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Pre-term babies and the infant car seat challenge

Pre-term babies and the infant car seat challenge

The American Academy of Pediatrics recommends that babies born before 37 weeks undergo an assessment called the Infant Car Seat Challenge (ICSC) prior to discharge from the hospital. This test determines if the baby is able to safely ride in the semi-reclined position of a car seat. And a new study shows that not all babies are being appropriately screened.

Because premature babies can have weaker airways than full-term infants, they are more susceptible to complications, such as interruption of breathing, slowed breathing, and decreased levels of oxygen in the blood. Being in a semi-reclined position, rather than laying flat, can increase the occurrence of these episodes. Passing the ICSC is important for determining if a traditional infant car seat is an appropriate restraint for these premature babies, or if they would be safer traveling in a car bed—a special restraint where they can be transported laying down.


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During the car-seat challenge, the baby is secured into his car seat, which is reclined to the appropriate angle for travel, and nurses will monitor the respiration and oxygen levels of the baby for 90 to 120 minutes. If the baby does not have any interrupted or slowed breathing episodes, or decreased oxygenation, then the infant passes the test. Should the baby fail, the test is repeated in a few days.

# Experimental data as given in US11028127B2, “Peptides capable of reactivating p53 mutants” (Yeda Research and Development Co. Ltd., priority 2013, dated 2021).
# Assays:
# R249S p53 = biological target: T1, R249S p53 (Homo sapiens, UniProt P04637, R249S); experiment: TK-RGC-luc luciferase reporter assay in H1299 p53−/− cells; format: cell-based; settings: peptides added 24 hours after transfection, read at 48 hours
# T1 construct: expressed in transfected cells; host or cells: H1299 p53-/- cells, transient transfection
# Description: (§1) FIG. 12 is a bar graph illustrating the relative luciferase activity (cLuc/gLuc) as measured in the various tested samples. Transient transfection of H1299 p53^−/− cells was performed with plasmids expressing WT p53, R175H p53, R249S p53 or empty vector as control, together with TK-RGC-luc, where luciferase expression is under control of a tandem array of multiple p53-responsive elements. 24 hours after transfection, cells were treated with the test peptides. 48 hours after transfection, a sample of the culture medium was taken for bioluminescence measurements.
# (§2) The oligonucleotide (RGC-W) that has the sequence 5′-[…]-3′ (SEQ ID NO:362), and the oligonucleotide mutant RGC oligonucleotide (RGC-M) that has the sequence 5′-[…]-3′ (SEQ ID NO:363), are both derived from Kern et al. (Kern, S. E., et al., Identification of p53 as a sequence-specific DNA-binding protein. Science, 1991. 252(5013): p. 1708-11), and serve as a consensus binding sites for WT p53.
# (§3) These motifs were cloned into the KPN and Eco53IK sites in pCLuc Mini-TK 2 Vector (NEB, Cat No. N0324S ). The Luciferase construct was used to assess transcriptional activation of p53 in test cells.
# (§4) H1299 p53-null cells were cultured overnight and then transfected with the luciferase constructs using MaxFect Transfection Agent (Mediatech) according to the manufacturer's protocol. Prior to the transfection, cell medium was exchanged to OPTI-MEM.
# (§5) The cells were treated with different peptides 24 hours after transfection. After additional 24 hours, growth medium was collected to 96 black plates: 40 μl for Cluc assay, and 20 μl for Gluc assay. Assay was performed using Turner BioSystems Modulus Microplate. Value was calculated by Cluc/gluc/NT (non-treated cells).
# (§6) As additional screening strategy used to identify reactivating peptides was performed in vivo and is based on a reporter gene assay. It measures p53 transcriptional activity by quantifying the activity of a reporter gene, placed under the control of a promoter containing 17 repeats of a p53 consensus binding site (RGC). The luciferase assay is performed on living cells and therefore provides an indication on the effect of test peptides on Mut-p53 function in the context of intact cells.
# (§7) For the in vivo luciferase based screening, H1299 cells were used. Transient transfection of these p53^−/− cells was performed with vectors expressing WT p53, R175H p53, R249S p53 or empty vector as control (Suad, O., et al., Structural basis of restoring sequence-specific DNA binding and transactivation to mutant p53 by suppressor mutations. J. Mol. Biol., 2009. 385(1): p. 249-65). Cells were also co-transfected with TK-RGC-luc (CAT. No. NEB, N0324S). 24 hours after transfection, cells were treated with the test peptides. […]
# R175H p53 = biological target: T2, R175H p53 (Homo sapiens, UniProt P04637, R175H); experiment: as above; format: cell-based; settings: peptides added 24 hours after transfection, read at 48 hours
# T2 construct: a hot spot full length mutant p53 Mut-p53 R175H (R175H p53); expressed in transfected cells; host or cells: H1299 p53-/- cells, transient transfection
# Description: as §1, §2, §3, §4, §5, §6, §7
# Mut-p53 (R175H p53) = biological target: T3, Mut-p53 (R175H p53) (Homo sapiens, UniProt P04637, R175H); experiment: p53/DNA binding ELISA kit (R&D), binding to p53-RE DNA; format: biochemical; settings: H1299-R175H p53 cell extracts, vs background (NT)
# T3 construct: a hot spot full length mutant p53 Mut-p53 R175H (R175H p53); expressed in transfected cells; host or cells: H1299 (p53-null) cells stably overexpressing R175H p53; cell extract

You might expect that babies born more prematurely are more susceptible to failing this test, and babies born closer to full term are less likely to have these difficulties. In fact, many hospitals, in order to preserve time and resources, only conduct the ICSC on infants that are more premature. However, a new study released today in the journal Pediatrics suggests the opposite.

Of 1,133 infants that underwent the ICSC in the study, those that failed (4.3 percent) were more likely to be born closer to 37 weeks, have a higher birth weight, and a younger postnatal age (age since birth) at the time of testing. This could be because babies born closer to 37 weeks have matured for less time outside their mother’s body than those born earlier. Additionally, extremely premature infants often have long hospitalizations in the neonatal intensive care unit (NICU), where as infants born closer to 37 weeks will have shorter hospital stays before discharge. Therefore, babies born more prematurely are actually chronologically older at the time of testing than those born closer to their due date. This study suggests that if a hospital limits ICSC testing to exclude infants born between 34 and 37 weeks, many cases of ICSC failure will be missed, allowing babies to be discharged from the hospital in a traditional car seat, when that might not be the appropriate choice for them.

If you are an expectant parent, and your baby is born pre-term, be prepared to advocate for your baby and request the ICSC, even if they are close to 37 weeks and if the hospital doesn’t routinely perform the test on late pre-term babies. And, remember that babies that pass the ICSC, and even babies born at full term, could still have breathing problems while in a car seat. Limit the baby’s time in the car seat. When traveling, it’s a good idea to have an adult riding in the back seat with the baby so they can observe their breathing, and awaken or reposition the child, if needed. And, as always, make sure the car seat you’ve chosen is appropriate for your baby and that it is installed correctly.

Go to www.safekids.org to find an inspection station near you.

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